THE new £15 million Cairngorm funicular railway will be unveiled to the public today - and its inaugural passenger will be the Inverness woman who first used the now redundant chairlift when it opened 40 years ago.
Georgie Crook, who, as a four-year-old, was the first person to make the trip in the old White Lady chairlift at Scotland’s famous Aviemore ski resort, will be back to officially cut a ribbon and flag off the UK’s first high-speed funicular railway.
The multi-million pound railway is set to roll on schedule, despite set backs to the project, and will replace the original chairlift which was itself inaugurated on 23rd December 1961 - nearly 40 years ago to the day.
Officials from HM Railways Inspectorate have given the service the green-light after carrying out a series of tests earlier this month in which the two carriages passed all the necessary safety checks.
Prior to the inspectors’ visits on 13 and 14 December, CairnGorm Mountain Ltd and representatives of Swiss-based contractor Doppelmayr Seilbahnen, spent weeks testing the traction, braking, safety and passenger systems.
The new service, which will start carrying its first passengers straight after the opening ceremony, has been heralded as a massive boost for tourism across the Highlands with rail operators saying it could be dubbed the biggest Christmas present ever for Scottish tourism.
Journalists and special guests were party to a test-run of the railway and its purple coach yesterday following a brief ceremony, which also commemorated 40 years of skiing in the area.
The new railway, with 12-tonne carriages which are pulled up and down by cables attached to fixed motors, will transform the Cairngorms from being a predominantly winter sports area, to a year-round visitor attraction.
The project has been dogged by controversy, at one point reaching the Court of Session where environment agencies sought a judicial review over whether visitor management arrangements were adequate to protect the environment.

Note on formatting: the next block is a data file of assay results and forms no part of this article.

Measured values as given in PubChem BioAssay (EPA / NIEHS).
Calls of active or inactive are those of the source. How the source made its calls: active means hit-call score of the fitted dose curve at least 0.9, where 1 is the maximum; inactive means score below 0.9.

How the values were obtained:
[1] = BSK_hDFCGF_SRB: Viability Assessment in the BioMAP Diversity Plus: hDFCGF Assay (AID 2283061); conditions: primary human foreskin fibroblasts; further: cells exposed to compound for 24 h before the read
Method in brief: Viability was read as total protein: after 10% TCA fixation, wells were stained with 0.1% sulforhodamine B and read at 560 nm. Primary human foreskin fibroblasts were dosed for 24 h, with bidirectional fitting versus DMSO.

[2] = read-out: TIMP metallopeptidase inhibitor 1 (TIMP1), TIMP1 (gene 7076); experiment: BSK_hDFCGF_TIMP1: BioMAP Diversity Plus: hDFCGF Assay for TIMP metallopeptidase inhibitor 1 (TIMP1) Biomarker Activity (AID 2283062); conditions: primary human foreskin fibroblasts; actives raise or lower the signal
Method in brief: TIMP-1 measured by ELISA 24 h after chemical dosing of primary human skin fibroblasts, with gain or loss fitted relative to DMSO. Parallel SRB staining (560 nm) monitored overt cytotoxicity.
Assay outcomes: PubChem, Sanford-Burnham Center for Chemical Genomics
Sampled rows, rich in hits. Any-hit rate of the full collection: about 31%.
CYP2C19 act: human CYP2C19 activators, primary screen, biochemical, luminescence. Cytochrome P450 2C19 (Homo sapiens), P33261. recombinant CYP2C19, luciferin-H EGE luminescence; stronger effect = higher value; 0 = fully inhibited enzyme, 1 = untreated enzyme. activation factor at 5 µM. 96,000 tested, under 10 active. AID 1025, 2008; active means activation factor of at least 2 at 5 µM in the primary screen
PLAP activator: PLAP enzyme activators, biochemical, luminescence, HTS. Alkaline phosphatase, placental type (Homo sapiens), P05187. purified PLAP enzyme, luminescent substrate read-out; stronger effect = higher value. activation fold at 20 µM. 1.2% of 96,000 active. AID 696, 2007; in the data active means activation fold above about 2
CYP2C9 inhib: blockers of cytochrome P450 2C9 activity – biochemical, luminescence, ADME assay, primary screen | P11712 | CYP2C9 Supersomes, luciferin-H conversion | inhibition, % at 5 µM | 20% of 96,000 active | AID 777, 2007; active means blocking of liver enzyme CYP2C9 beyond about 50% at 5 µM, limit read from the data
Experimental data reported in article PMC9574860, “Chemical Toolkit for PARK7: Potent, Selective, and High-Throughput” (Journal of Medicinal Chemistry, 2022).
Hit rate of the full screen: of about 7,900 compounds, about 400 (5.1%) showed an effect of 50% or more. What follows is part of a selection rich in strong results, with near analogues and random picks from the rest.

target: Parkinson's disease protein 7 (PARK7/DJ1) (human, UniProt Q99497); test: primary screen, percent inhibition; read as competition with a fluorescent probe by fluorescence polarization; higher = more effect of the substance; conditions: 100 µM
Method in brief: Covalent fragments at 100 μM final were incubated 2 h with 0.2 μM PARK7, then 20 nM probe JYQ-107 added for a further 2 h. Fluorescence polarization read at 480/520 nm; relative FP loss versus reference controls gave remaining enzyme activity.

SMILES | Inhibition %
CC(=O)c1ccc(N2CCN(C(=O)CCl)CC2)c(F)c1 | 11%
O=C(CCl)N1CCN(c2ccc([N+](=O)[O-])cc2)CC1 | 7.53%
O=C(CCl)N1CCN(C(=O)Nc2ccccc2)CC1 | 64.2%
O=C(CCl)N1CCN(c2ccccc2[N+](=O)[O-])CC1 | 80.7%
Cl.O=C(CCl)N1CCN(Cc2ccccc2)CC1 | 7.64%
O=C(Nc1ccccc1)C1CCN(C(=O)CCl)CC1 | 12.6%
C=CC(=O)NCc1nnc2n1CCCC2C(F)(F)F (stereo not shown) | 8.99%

New jobs will be created locally as a result of the new development, as well as protecting the almost 3,000 existing jobs in surrounding Badenoch and Strathspey which are tourism-related.
With visitor numbers expected to increase from the present 50,000 per year to 165,000, the new railway can carry up to 1,200 passengers per hour in winter, almost double the present rate, and up to 500 per hour in summer.
The journey for the 2km between the car park and the Ptarmigan top station is now taken fully enclosed from the elements and is expected to take five minutes at its fastest - a fraction of the previous 25- minute chairlift trip.
It will also be able to cope with winds of up to 75-80mph, while the chairlift was forced to close in winds above 25mph.
New facilities at the Ptarmigan station - some 122 metres below the Cairngorm summit - will include an interactive Mountain Experience exhibition, a retail area and a restaurant which will not only be the highest in the country but also will enjoy some of the most spectacular panoramic views.
CairnGorm Mountain Ltd, which operates the CairnGorm Funicular, is wholly owned by Cairngorm Mountain Trust, of which there are no shareholders and all revenue generated from the company’s activities will continue to be invested in the site for the benefit of both the visitors and the environment. Highlands and Islands Enterprise assumed ownership of the entire project earlier this year making it a public owned asset which is leased to CairnGorm Mountain Ltd.
The 2km rail line up Cairngorm has been planned for seven years and been dogged by controversy for much of the way. The project won backing by the then Highland Regional Council but it was held up when the WWF and Royal Society for the Protection of Birds sought a judicial review over whether visitor management arrangements were adequate to protect the environment.
Recently there have been rumours circulating that the project was behind schedule and of rows between Morrison Construction, the contractors, and Doppelmayr, the funicular train builders.
Bob Kinnaird, the operating company’s chief executive, did admit there had been a dispute between the companies but stressed in October this year that the project remained on schedule.
The Swiss-built carriages - the last pieces in the jigsaw- were given a celebrity welcome as visitors, locals and journalists lined the streets in Aviemore to catch sight of them.
The purple carriages took two days to make the 1,100-mile journey via Holland to Newcastle and by road to Aviemore and then the final few miles to the Cairngorms.
On their arrival, a giant crane lowered the two 12 tonne, 12 metre-long carriages on to the two-kilometre track.
Hamish Swan, chairman of CairnGorm Mountain Ltd, said: "It is great to be at this stage in the creation of a high quality visitor attraction. It is a great time for Highland tourism."